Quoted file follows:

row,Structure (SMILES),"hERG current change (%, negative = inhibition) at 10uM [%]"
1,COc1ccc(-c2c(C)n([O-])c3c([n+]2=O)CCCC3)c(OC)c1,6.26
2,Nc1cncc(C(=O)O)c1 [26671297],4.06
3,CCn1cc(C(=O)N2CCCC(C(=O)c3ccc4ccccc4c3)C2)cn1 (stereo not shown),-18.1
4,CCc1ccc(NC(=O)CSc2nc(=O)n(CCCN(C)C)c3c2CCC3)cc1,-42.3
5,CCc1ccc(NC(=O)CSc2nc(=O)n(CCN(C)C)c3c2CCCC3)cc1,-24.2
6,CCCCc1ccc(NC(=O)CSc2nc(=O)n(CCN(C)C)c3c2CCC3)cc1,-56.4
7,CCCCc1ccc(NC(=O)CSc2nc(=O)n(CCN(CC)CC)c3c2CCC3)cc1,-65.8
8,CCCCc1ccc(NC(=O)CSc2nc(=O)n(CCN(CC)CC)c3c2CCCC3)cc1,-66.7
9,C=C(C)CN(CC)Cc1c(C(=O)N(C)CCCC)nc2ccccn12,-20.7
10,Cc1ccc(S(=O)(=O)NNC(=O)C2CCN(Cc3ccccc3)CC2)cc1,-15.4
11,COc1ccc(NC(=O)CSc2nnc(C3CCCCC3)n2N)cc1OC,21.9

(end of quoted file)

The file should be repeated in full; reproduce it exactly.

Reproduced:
row,Structure (SMILES),"hERG current change (%, negative = inhibition) at 10uM [%]"
1,COc1ccc(-c2c(C)n([O-])c3c([n+]2=O)CCCC3)c(OC)c1,6.26
2,Nc1cncc(C(=O)O)c1 [26671297],4.06
3,CCn1cc(C(=O)N2CCCC(C(=O)c3ccc4ccccc4c3)C2)cn1 (stereo not shown),-18.1
4,CCc1ccc(NC(=O)CSc2nc(=O)n(CCCN(C)C)c3c2CCC3)cc1,-42.3
5,CCc1ccc(NC(=O)CSc2nc(=O)n(CCN(C)C)c3c2CCCC3)cc1,-24.2
6,CCCCc1ccc(NC(=O)CSc2nc(=O)n(CCN(C)C)c3c2CCC3)cc1,-56.4
7,CCCCc1ccc(NC(=O)CSc2nc(=O)n(CCN(CC)CC)c3c2CCC3)cc1,-65.8
8,CCCCc1ccc(NC(=O)CSc2nc(=O)n(CCN(CC)CC)c3c2CCCC3)cc1,-66.7
9,C=C(C)CN(CC)Cc1c(C(=O)N(C)CCCC)nc2ccccn12,-20.7
10,Cc1ccc(S(=O)(=O)NNC(=O)C2CCN(Cc3ccccc3)CC2)cc1,-15.4
11,COc1ccc(NC(=O)CSc2nnc(C3CCCCC3)n2N)cc1OC,21.9